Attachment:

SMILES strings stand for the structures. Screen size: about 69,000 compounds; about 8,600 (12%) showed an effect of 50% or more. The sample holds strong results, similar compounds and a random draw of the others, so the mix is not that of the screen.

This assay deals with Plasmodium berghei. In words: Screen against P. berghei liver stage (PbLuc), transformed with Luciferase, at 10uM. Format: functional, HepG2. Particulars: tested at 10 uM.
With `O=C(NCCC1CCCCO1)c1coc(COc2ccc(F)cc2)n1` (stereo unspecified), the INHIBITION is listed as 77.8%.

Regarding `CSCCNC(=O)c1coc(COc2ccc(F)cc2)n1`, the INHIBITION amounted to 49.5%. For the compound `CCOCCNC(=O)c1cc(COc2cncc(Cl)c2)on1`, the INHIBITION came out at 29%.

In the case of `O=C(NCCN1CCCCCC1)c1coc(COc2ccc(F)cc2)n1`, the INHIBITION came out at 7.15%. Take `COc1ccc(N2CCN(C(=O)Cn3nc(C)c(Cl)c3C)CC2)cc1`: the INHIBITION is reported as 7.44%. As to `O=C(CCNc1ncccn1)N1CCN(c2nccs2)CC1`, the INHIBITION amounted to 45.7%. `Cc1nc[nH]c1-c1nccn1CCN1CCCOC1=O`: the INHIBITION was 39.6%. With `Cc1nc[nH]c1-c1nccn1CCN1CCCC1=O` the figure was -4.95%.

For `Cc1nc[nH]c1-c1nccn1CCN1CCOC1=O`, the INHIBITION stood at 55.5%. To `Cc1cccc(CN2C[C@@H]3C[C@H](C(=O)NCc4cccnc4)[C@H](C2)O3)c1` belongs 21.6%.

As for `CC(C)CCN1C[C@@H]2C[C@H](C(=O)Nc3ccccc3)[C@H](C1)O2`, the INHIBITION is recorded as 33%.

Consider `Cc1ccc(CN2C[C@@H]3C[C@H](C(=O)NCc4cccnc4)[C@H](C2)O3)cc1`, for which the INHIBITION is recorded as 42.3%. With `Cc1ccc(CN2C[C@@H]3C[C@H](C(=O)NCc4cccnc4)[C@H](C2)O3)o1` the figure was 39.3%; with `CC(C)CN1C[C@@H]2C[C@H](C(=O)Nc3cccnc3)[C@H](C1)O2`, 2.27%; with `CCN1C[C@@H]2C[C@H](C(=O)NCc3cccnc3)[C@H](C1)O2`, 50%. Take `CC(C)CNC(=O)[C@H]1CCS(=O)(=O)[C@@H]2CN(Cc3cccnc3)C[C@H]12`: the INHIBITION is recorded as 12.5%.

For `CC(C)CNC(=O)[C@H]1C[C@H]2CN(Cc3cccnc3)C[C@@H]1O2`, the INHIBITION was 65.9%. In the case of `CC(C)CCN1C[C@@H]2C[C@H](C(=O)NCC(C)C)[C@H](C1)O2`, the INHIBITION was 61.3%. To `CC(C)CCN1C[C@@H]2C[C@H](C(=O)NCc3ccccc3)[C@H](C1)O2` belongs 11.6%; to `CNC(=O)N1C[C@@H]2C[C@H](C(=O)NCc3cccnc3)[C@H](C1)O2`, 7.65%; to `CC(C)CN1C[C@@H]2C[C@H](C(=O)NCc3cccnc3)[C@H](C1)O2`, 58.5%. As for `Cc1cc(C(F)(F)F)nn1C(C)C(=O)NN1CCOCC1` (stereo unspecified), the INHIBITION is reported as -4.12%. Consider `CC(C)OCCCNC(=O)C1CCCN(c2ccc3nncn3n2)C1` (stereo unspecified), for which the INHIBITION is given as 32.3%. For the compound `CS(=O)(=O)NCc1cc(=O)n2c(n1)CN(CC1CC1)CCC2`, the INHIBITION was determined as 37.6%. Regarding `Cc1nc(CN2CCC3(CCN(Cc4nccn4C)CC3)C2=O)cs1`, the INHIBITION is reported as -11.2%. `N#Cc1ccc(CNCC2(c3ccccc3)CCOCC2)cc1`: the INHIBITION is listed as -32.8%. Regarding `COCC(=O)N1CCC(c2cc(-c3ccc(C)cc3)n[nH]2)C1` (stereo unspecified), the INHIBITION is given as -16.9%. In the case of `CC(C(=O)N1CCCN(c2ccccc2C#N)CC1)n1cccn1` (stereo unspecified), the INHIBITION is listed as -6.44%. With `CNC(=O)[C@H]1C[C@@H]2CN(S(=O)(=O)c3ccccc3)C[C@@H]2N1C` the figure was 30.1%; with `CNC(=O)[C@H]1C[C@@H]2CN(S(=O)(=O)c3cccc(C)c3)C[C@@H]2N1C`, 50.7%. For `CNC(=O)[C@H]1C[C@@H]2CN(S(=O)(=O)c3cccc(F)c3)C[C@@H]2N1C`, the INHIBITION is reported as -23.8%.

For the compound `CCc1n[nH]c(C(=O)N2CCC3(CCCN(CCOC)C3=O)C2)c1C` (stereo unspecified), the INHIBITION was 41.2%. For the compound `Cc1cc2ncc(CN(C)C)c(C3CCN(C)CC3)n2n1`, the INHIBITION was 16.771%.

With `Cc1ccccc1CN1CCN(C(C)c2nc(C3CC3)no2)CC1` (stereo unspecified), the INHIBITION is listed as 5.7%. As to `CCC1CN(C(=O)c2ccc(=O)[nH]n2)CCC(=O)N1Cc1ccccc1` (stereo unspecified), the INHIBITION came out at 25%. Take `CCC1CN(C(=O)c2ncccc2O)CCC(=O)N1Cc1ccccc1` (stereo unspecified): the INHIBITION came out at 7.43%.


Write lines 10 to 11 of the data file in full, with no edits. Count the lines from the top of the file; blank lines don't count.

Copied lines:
For the compound `CCc1n[nH]c(C(=O)N2CCC3(CCCN(CCOC)C3=O)C2)c1C` (stereo unspecified), the INHIBITION was 41.2%. For the compound `Cc1cc2ncc(CN(C)C)c(C3CCN(C)CC3)n2n1`, the INHIBITION was 16.771%.

With `Cc1ccccc1CN1CCN(C(C)c2nc(C3CC3)no2)CC1` (stereo unspecified), the INHIBITION is listed as 5.7%. As to `CCC1CN(C(=O)c2ccc(=O)[nH]n2)CCC(=O)N1Cc1ccccc1` (stereo unspecified), the INHIBITION came out at 25%. Take `CCC1CN(C(=O)c2ncccc2O)CCC(=O)N1Cc1ccccc1` (stereo unspecified): the INHIBITION came out at 7.43%.